1. Adjective: primōr- (no nom. s.), in the first rank

2. Substantives:

(a) Denoting quality; masculine ǎc-or, sourness (ǎcēre); ægror (Lucr.), sickness (ægro-); alg-or, cold (algere); ǎm-or, love (ămā-re); ang-or, choking, anguish (ang-ĕre); ard-or, glow (ardēre); căl-or, beat (călere); cald-or (Varr.), warmth (caldo-); cand-or, a brilliant white (candere); căn-or, tunefulness (căn-ère); clam-or, a shout (clāmā-re); clang-or, a clang (clang-ère); crem-or, broth; cru-or, gore; dec-or, grace (děcēre); dol-or, pain (dölēre); err-or, a straying, error (errã-re); fàv-or, favour (făvēre); ferv-or, boiling beat (ferv-ere); fet-or, a stench (fœtere); fråg-or, a crash (frangère); frěm-or, a roaring (frěm-ère); fulg-or, a glare (fulg-ere); für-or, rage (für-ĕre); horr-or, a shudder (horrere); langv-or, faintness (langvere); lent-or (Plin.), pliancy (lento-); lēv-or (Lucr., Plin.), smoothness (levi-); liqv-or, a fluid (liqvi); liv-or, leaden colour, envy (livere); luror (Lucr.), sallowness (comp. luridus); mær-or, grief (mærēre); marc-or (Cels., Sen. &c.), a drooping (marcēre); müc-or (post-Aug.), mould (mūcēre); nīd-or, a smell; nigr-or, blackness (nigro-); pæd-or, filth; pall-or, paleness (pallēre); păv-or, dread; plang-or, a beating the breast (plang-ĕre); půd-or, shame (půděre); put-or, rottenness (pūtēre); rig-or, stiffness (rigēre); rubor, redness (rūbēre); rüm-or, common talk; săp-or, flavour (săpĕ-re); son-or, a din (sõnāre); sop-or, drowsiness (comp. sōpi-re); splend-or, brightness (splendere); sqval-or, dirtiness (squalere); strid-or, a whistling or shrieking (strīdere); string-or (Lucr.), a shock (string-ĕre); stúp-or, amazement (stūpēre); sūd-or, sweat (suda-re); ten-or, course (těnēre); těp-or, warmth (těpēre); terr-or, fright (terrere); tim-or, fear (timēre); torp-or, numbness (torpēre); trem-or, a quaking (trěm-ěre); tum-or, a swelling (tümēre); väg-or (Lucr.), a squalling (vāgī-re); văp-or, steam (comp. văpidus, and § 121); vig-or, vigour (vigēre); amor, moisture (uūmēre).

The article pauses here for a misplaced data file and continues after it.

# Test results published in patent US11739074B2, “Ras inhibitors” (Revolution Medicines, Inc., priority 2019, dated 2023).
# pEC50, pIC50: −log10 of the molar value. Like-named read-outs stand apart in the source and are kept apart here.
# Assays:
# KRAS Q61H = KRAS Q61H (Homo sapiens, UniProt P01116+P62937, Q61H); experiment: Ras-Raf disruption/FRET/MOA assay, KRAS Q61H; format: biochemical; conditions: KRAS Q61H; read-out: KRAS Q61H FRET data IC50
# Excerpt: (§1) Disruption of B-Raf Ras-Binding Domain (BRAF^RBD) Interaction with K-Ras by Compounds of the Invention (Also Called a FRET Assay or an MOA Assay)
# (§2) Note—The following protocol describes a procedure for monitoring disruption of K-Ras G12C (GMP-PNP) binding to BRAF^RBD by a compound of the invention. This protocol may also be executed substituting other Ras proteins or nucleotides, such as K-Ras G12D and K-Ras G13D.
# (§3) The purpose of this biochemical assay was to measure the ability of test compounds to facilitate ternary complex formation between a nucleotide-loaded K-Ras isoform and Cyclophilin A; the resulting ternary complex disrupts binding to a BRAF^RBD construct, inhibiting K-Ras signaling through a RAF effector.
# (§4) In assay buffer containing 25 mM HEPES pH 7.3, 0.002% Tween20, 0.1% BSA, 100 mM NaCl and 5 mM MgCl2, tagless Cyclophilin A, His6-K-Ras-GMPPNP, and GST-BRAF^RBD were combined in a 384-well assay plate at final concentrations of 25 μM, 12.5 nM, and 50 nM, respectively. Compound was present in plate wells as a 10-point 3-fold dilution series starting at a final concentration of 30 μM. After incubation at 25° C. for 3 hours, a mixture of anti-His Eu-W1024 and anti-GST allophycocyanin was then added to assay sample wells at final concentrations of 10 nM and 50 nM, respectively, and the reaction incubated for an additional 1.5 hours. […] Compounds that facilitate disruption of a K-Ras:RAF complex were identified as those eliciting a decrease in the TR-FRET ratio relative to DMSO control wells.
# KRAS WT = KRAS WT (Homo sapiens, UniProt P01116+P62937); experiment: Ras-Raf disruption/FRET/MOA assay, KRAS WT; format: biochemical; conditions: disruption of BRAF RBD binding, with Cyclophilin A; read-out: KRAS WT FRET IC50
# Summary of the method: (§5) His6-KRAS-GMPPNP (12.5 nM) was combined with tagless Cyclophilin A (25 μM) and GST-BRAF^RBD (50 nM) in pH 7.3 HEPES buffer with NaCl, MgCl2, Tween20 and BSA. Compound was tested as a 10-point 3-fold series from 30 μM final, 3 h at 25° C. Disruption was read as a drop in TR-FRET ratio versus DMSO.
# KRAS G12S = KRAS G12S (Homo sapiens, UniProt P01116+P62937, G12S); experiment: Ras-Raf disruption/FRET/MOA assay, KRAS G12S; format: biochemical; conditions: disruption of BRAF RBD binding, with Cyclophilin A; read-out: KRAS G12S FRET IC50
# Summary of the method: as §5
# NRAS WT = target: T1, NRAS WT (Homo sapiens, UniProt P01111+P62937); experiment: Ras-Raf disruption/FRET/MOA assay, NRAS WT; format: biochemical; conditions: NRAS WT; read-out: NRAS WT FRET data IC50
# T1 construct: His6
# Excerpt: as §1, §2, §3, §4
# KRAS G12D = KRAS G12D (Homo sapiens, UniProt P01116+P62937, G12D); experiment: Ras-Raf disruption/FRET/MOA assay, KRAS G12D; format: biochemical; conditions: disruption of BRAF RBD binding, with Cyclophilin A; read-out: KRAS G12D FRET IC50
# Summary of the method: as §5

(b) ǎdor (n.), corn; ŏlor (m.), a swan; söror (f.), a sister; uxor (f.), a wife (comp. júg-, jungère).


-8-ōr (

i.e. -ōr appended to the supine stem. All masculine.

(a) From supine stems of vowel verbs with long vowel preceding suffix: the verbs themselves are omitted as self-evident. A few are formed from substantives:

accus-at-or, an accuser; ædific-at-or, a builder, one fond of building; æstim-at-or, an appraiser; ǎgit-at-or, a driver; ale-at-or, a dicer (alea-); ăm-at-or, a lover; år-at-or, a husbandman; assect